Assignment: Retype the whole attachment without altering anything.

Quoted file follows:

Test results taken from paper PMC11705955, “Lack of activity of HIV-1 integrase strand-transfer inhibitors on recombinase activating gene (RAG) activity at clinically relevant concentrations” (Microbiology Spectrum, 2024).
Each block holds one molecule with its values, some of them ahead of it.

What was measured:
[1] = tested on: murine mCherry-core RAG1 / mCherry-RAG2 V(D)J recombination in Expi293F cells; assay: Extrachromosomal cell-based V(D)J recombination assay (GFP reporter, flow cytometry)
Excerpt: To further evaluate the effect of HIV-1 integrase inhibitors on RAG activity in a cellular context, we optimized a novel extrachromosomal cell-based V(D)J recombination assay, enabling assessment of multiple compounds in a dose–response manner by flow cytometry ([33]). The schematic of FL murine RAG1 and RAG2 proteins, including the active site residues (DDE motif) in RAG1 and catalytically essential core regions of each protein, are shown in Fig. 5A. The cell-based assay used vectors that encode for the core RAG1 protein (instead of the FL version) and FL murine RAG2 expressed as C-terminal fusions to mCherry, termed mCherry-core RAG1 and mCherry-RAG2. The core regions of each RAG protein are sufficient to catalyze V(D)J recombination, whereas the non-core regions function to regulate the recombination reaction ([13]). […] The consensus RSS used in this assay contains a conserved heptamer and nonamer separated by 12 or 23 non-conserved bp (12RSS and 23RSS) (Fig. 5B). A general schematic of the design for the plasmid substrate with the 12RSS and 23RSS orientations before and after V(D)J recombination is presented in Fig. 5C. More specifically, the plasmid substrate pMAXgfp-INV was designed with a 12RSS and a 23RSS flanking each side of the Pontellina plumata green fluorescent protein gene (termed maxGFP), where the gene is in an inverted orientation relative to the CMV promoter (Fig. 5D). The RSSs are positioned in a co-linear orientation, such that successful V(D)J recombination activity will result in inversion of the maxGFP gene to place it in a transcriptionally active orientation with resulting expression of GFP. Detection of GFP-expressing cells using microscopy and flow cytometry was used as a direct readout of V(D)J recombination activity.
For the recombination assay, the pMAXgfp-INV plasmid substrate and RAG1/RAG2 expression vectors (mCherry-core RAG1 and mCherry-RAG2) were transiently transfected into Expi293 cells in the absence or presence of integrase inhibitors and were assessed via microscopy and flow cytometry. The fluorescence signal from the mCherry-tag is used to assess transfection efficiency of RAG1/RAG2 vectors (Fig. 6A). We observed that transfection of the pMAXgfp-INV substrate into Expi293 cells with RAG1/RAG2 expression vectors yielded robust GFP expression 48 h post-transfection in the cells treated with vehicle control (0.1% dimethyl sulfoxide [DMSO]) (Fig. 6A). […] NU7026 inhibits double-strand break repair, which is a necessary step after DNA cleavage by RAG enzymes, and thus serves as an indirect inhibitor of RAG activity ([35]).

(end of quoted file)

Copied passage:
Test results taken from paper PMC11705955, “Lack of activity of HIV-1 integrase strand-transfer inhibitors on recombinase activating gene (RAG) activity at clinically relevant concentrations” (Microbiology Spectrum, 2024).
Each block holds one molecule with its values, some of them ahead of it.

What was measured:
[1] = tested on: murine mCherry-core RAG1 / mCherry-RAG2 V(D)J recombination in Expi293F cells; assay: Extrachromosomal cell-based V(D)J recombination assay (GFP reporter, flow cytometry)
Excerpt: To further evaluate the effect of HIV-1 integrase inhibitors on RAG activity in a cellular context, we optimized a novel extrachromosomal cell-based V(D)J recombination assay, enabling assessment of multiple compounds in a dose–response manner by flow cytometry ([33]). The schematic of FL murine RAG1 and RAG2 proteins, including the active site residues (DDE motif) in RAG1 and catalytically essential core regions of each protein, are shown in Fig. 5A. The cell-based assay used vectors that encode for the core RAG1 protein (instead of the FL version) and FL murine RAG2 expressed as C-terminal fusions to mCherry, termed mCherry-core RAG1 and mCherry-RAG2. The core regions of each RAG protein are sufficient to catalyze V(D)J recombination, whereas the non-core regions function to regulate the recombination reaction ([13]). […] The consensus RSS used in this assay contains a conserved heptamer and nonamer separated by 12 or 23 non-conserved bp (12RSS and 23RSS) (Fig. 5B). A general schematic of the design for the plasmid substrate with the 12RSS and 23RSS orientations before and after V(D)J recombination is presented in Fig. 5C. More specifically, the plasmid substrate pMAXgfp-INV was designed with a 12RSS and a 23RSS flanking each side of the Pontellina plumata green fluorescent protein gene (termed maxGFP), where the gene is in an inverted orientation relative to the CMV promoter (Fig. 5D). The RSSs are positioned in a co-linear orientation, such that successful V(D)J recombination activity will result in inversion of the maxGFP gene to place it in a transcriptionally active orientation with resulting expression of GFP. Detection of GFP-expressing cells using microscopy and flow cytometry was used as a direct readout of V(D)J recombination activity.
For the recombination assay, the pMAXgfp-INV plasmid substrate and RAG1/RAG2 expression vectors (mCherry-core RAG1 and mCherry-RAG2) were transiently transfected into Expi293 cells in the absence or presence of integrase inhibitors and were assessed via microscopy and flow cytometry. The fluorescence signal from the mCherry-tag is used to assess transfection efficiency of RAG1/RAG2 vectors (Fig. 6A). We observed that transfection of the pMAXgfp-INV substrate into Expi293 cells with RAG1/RAG2 expression vectors yielded robust GFP expression 48 h post-transfection in the cells treated with vehicle control (0.1% dimethyl sulfoxide [DMSO]) (Fig. 6A). […] NU7026 inhibits double-strand break repair, which is a necessary step after DNA cleavage by RAG enzymes, and thus serves as an indirect inhibitor of RAG activity ([35]).